People walk near a board, which advertises the campaign of Russian President Vladimir Putin ahead of the upcoming presidential election, in a street in the southern city of Stavropol, Russia February 6, 2018. REUTERS/Eduard Korniyenko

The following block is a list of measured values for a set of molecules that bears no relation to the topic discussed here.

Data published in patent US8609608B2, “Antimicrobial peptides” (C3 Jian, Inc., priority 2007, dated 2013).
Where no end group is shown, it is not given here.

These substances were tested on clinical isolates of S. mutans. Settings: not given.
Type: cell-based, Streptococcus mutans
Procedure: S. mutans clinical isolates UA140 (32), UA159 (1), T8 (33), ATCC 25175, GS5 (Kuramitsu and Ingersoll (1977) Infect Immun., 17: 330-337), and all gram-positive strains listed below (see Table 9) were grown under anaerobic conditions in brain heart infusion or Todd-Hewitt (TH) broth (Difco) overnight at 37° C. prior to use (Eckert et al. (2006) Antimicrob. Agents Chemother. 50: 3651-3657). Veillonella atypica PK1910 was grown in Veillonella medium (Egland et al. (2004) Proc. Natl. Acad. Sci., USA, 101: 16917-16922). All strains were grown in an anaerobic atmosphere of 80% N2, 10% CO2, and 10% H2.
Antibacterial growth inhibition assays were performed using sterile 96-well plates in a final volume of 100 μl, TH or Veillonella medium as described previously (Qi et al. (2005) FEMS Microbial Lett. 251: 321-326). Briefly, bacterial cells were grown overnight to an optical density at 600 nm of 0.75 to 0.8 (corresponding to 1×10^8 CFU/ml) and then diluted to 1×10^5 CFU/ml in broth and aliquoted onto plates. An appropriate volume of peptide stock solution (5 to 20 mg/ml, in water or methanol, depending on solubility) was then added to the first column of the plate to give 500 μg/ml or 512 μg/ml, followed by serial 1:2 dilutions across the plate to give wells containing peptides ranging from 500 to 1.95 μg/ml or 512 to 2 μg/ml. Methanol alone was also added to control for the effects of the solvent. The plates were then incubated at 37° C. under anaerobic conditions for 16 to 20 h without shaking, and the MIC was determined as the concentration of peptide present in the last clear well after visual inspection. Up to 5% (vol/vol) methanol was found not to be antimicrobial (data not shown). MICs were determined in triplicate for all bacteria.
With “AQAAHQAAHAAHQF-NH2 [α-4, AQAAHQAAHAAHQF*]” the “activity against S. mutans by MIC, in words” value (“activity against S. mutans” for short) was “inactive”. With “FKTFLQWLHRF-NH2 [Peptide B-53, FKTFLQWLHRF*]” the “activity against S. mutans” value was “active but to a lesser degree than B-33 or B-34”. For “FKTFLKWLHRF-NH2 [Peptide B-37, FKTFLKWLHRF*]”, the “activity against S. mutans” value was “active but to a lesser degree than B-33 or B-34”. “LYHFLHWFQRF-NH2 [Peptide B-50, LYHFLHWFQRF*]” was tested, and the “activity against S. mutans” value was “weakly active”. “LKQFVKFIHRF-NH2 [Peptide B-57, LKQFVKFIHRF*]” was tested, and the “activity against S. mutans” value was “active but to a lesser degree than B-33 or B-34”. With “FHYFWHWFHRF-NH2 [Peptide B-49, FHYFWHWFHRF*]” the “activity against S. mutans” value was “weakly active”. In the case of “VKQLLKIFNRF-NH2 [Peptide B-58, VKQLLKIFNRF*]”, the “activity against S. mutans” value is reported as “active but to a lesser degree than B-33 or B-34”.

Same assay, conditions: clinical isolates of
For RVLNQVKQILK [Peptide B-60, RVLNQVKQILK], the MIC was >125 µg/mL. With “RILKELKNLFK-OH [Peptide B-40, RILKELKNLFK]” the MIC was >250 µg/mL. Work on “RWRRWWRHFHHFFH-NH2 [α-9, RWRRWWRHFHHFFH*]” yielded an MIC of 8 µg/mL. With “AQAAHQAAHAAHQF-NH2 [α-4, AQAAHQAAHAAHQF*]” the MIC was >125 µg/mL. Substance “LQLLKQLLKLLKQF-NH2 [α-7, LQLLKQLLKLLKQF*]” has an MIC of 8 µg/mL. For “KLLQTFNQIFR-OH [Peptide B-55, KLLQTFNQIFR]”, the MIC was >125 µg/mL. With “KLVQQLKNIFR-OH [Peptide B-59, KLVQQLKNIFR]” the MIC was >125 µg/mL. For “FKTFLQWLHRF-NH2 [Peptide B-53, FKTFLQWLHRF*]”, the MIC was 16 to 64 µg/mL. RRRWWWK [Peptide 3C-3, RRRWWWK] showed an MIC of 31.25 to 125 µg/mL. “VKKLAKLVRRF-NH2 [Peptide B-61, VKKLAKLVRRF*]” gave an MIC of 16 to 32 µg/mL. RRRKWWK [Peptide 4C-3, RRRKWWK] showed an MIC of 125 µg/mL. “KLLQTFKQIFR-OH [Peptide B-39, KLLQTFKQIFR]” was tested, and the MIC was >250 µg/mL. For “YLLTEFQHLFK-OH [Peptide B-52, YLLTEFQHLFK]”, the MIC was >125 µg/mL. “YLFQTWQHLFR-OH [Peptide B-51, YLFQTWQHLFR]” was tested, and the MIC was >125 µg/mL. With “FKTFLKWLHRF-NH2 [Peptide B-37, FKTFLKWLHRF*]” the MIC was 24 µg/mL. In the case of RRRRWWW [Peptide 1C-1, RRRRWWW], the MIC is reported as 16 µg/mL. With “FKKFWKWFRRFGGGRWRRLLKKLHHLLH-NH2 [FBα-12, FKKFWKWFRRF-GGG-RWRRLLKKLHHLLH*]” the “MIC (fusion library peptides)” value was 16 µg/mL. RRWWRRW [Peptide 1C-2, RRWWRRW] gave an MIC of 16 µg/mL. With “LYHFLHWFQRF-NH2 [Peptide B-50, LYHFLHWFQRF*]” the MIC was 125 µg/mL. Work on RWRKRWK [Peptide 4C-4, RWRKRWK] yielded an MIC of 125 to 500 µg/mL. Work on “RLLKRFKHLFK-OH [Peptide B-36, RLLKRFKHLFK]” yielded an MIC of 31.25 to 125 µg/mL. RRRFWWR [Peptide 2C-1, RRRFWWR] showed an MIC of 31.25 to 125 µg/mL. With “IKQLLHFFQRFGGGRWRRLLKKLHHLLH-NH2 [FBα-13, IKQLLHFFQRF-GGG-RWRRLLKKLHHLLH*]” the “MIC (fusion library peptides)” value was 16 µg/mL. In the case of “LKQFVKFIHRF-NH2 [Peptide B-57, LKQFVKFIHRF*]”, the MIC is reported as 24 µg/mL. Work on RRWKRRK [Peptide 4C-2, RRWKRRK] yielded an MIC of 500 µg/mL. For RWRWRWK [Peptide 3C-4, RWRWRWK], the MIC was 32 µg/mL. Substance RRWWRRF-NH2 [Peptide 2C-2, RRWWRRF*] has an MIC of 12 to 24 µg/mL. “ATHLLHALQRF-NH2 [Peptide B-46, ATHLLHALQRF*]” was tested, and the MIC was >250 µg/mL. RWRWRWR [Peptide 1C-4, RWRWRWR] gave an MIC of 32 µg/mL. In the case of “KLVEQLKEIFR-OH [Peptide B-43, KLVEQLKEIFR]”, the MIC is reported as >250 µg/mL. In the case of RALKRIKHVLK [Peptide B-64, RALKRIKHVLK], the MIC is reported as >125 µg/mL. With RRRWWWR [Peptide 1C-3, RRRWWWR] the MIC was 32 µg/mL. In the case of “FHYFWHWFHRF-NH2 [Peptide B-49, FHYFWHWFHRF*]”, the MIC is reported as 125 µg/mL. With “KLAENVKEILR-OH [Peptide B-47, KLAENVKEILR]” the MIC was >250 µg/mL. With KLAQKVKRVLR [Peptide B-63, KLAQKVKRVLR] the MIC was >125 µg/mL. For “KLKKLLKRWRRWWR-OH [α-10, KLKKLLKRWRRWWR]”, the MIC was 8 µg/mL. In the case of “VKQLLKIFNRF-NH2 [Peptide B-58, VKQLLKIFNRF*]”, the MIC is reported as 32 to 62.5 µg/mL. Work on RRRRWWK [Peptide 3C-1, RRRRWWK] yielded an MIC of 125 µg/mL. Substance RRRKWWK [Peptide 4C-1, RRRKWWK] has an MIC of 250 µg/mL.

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As always, Putin has bowed out of debates and has symbolically refused his free television airtime as a candidate.Putin's main task is to ensure a respectable turnout, with state pollsters VTsIOM predicting 80.4 percent although last time, participation was just over 65 percent.Functions he has attended have been highly choreographed, such as a recent meeting with local mayors, when Putin was flown in, met with a star-struck few as journalists watched on a screen from another room.Although the numbers planning to vote for him have dipped from last year's high of 76.9 percent, Putin still commands 71.5 percent of support, VTsIOM figures show.Among those running against Putin are two new colorful characters who may have a political future ahead of them.The moustachioed 57-year-old businessman, who has praised Stalin, scored well in early polls, prompting a wave of negative coverage from state and pro-Kremlin media over fears he could do better than planned, observers said.If the vote were held today, he would win 7.3 percent, polls show.
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